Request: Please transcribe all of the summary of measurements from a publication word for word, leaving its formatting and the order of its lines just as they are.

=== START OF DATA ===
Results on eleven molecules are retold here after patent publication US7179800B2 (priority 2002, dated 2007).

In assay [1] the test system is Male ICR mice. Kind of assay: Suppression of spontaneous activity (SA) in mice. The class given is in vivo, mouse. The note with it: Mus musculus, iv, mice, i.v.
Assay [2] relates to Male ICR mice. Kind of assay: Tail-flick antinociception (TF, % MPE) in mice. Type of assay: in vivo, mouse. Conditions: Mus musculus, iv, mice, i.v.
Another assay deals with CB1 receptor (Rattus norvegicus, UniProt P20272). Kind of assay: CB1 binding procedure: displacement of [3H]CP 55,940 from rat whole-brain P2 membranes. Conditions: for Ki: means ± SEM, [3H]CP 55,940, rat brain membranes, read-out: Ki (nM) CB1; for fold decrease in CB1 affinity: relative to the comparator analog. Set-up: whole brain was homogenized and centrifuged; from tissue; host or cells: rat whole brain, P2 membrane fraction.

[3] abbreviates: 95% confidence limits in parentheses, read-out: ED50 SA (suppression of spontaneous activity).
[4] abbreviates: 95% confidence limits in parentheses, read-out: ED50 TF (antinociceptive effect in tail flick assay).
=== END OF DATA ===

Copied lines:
Results on eleven molecules are retold here after patent publication US7179800B2 (priority 2002, dated 2007).

In assay [1] the test system is Male ICR mice. Kind of assay: Suppression of spontaneous activity (SA) in mice. The class given is in vivo, mouse. The note with it: Mus musculus, iv, mice, i.v.
Assay [2] relates to Male ICR mice. Kind of assay: Tail-flick antinociception (TF, % MPE) in mice. Type of assay: in vivo, mouse. Conditions: Mus musculus, iv, mice, i.v.
Another assay deals with CB1 receptor (Rattus norvegicus, UniProt P20272). Kind of assay: CB1 binding procedure: displacement of [3H]CP 55,940 from rat whole-brain P2 membranes. Conditions: for Ki: means ± SEM, [3H]CP 55,940, rat brain membranes, read-out: Ki (nM) CB1; for fold decrease in CB1 affinity: relative to the comparator analog. Set-up: whole brain was homogenized and centrifuged; from tissue; host or cells: rat whole brain, P2 membrane fraction.

[3] abbreviates: 95% confidence limits in parentheses, read-out: ED50 SA (suppression of spontaneous activity).
[4] abbreviates: 95% confidence limits in parentheses, read-out: ED50 TF (antinociceptive effect in tail flick assay).